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You're Never Weird on the Internet (Almost): A Memoir Hardcover – August 11, 2015

4.8 out of 5 stars 664 customer reviews

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Editorial Reviews


“Felicia is a lot of fun, and so is her book.”
(George R.R. Martin)

“[An] inspirational comic memoir . . . to set alongside Tina Fey's Bossypants, Amy Poehler's Yes Please, Mindy Kaling's Is Everyone Hanging Out Without Me?, Lena Dunham's Not That Kind of Girl and Sarah Silverman's The Bedwetter. Young people of both sexes and every gender should find much to empower them. (Older people, too, for that matter.)” (Los Angeles Times)

“Written in her engaging and often hilarious voice, it's just downright fun to read.” (USA Today (3.5 out of 4 stars))

“At last, You’re Never Weird on the Internet (Almost) reveals the secret origin story of everyone’s favorite geek super heroine! Felicia Day’s memoir is honest, hopeful, and hysterical. It’s the story of a girl who grew up lost and lonely—then became a self-made internet rock star. Reading it will make you feel like you can take on the whole Empire yourself.” (Ernest Cline, author of Ready Player One)

“Relentlessly funny and surprisingly inspirational to anyone who grew up a geek and continually doubts themselves to this day. That’s a pretty wide audience, if I had to guess. . . . Day’s fans will obviously like the memoir, but it has more than niche appeal. It’s not meant to be a self-help book, but I found that’s the effect it had on me all the same.” (Forbes.com)

“Quirky, uplifting and full of stories about embracing your inner nerd. Day has proven herself to be as talented in front of the camera as she is behind it. It's evident that she's a brilliant businesswoman whose avatar has secured a residence in digital media past, present and future.” (Associated Press)

"Charming and funny." (Marie Claire)

“Day writes charmingly. . . . [She] is delightfully good company and has an interesting story to tell.” (Kirkus Reviews)

“A super (and superquirky) memoir.” (Booklist)

“Day’s writing is warm and charming. Fans of her work will gobble this up, but anyone who has ever despaired of finding their passions would benefit from a read as well.” (Library Journal)

“An illuminating, frank look at the commercial realities, injustices and insecurities that everyone trying to earn a living online must confront. . . . Day's unflinching look at the traps she fell into as a ‘success’ are a welcome addition to the canon of ‘how I made it’ stories, and a reminder that we live our own blooper reels and experience other people's highlight reels. . . . It’s a must-read.” (BoingBoing)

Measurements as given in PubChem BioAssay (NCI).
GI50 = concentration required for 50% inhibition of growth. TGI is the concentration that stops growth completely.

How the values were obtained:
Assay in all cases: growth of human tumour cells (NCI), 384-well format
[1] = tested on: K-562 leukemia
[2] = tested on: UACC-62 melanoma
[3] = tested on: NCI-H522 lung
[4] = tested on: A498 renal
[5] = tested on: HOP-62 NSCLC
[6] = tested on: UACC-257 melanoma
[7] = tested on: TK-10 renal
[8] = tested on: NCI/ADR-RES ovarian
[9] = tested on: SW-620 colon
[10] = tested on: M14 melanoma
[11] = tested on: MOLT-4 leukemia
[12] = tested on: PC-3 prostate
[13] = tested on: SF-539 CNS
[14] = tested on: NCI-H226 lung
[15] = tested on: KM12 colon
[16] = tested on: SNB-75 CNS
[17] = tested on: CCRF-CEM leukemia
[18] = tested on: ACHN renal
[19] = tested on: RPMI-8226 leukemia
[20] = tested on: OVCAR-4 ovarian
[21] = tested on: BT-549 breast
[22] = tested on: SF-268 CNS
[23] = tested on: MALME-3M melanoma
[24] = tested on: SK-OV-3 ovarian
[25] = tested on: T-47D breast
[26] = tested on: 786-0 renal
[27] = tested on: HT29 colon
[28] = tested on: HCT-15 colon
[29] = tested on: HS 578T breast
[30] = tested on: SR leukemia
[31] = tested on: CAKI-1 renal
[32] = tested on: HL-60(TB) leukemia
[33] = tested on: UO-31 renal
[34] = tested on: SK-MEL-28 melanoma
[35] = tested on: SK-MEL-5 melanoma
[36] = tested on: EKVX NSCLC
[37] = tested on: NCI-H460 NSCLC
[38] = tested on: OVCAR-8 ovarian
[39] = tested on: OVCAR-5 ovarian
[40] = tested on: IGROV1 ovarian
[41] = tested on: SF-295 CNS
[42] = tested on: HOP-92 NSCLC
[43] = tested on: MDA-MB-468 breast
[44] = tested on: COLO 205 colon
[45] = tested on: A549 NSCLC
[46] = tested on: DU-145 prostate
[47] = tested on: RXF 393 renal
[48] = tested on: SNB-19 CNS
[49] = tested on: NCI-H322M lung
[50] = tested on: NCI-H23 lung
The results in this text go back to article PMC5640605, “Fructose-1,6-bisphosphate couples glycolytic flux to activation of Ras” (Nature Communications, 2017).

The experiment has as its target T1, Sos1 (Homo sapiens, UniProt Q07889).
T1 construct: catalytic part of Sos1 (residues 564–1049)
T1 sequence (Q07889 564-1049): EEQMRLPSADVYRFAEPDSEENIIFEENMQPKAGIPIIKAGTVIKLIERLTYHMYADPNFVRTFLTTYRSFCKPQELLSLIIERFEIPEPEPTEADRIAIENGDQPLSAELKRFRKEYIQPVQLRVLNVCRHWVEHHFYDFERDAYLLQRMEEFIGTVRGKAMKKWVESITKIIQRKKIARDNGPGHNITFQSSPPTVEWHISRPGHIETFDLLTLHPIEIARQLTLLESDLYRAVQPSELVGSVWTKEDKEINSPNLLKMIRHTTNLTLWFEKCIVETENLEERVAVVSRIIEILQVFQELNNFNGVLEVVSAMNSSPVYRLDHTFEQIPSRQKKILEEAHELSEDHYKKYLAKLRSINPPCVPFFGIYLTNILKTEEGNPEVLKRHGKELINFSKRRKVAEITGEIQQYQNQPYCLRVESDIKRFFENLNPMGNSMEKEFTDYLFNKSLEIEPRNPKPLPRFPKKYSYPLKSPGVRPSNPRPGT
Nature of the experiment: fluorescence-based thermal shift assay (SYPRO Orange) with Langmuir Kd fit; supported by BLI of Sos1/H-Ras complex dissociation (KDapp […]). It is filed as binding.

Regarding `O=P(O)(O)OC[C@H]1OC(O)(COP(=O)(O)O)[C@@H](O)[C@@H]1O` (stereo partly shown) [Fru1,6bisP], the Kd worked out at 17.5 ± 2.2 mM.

“Whether you nerd out on video games, makeup, or musical theater, you'll find it an entertaining source of personal inspiration.” (Refinery29)

“Throughout the entire book, Day offers up all kinds of amazing life advice that will truly impact others, especially young girls, women, those who don't feel accepted, and those who are struggling in life.” (Bustle)

“Reading Felicia Day’s memoir is like going on a road trip with an old friend you never knew you had. This is the perfect book to prove you aren't the only misfit in the world, and to remind you that that's a very good thing.” (Jenny Lawson, author of Let’s Pretend This Never Happened)

“Smart, brave, emotionally raw, and hysterically funny. This is one of the best books ever written about what it's like to be a human being on the Internet.” (Lev Grossman, author of The Magicians)

“Everything Felicia creates seems to succeed. This book should be no different. It’s a great read—far from ‘horrible’ and worth every ‘Penny.’ See what I did there? It’s a play on . . . never mind.” (Neil Patrick Harris, author of Choose Your Own Autobiography and Day's costar in Dr. Horrible's Sing-Along Blog)

You’re Never Weird on the Internet (Almost) is exactly like Felicia herself: intriguing, funny, vulnerable, and uniquely cool. If you’ve ever been awkward, ever doubted yourself, ever second-guessed who you are, this book is for you. Reading it is like having the quirkiest, most hilarious, most brilliant person you’ve ever met grab you by the shirtfront and say, ‘HEY. IT’S OKAY TO BE YOU.’” (Deanna Raybourn, Rita Award-winning author of The Dark Enquiry)

“Smart, funny, endearing, nerdy, and maybe also a little bit brave—in other words, very much like its author.” (John Scalzi, Hugo Award-winning author of Redshirts)